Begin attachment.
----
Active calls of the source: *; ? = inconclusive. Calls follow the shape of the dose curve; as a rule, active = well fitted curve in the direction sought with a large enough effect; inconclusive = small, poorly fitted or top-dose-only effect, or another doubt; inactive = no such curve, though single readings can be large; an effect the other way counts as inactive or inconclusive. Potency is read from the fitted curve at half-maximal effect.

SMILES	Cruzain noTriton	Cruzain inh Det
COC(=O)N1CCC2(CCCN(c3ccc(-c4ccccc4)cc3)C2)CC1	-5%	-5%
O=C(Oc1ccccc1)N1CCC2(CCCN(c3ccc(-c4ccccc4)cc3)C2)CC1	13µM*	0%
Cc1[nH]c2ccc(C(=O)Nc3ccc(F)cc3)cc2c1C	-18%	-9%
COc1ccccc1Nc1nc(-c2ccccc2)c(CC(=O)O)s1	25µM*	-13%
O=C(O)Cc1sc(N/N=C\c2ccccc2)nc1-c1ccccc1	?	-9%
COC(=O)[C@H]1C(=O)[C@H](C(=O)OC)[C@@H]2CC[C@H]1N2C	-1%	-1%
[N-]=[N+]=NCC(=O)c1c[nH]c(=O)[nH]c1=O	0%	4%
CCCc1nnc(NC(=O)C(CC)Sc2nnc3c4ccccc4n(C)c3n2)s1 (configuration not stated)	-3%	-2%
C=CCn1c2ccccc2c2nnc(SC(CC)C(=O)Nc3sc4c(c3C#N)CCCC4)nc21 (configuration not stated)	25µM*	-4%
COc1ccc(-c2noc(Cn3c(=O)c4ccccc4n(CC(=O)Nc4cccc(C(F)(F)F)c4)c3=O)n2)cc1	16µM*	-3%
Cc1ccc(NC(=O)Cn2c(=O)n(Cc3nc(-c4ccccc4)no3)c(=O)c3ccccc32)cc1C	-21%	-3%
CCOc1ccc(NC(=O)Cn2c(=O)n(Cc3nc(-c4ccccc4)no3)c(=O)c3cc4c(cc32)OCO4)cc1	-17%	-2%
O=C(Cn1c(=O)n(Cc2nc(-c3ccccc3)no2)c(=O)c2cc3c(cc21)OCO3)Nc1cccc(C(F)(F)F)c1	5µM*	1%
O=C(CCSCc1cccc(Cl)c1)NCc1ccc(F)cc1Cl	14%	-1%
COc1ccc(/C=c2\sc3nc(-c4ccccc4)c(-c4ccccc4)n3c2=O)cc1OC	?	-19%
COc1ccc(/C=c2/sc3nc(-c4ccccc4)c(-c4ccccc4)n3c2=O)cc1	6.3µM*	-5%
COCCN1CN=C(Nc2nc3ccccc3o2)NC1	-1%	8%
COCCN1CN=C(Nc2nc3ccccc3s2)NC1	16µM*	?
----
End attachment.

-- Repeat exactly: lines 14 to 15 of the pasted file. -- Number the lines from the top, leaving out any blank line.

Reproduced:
CCOc1ccc(NC(=O)Cn2c(=O)n(Cc3nc(-c4ccccc4)no3)c(=O)c3cc4c(cc32)OCO4)cc1	-17%	-2%
O=C(Cn1c(=O)n(Cc2nc(-c3ccccc3)no2)c(=O)c2cc3c(cc21)OCO3)Nc1cccc(C(F)(F)F)c1	5µM*	1%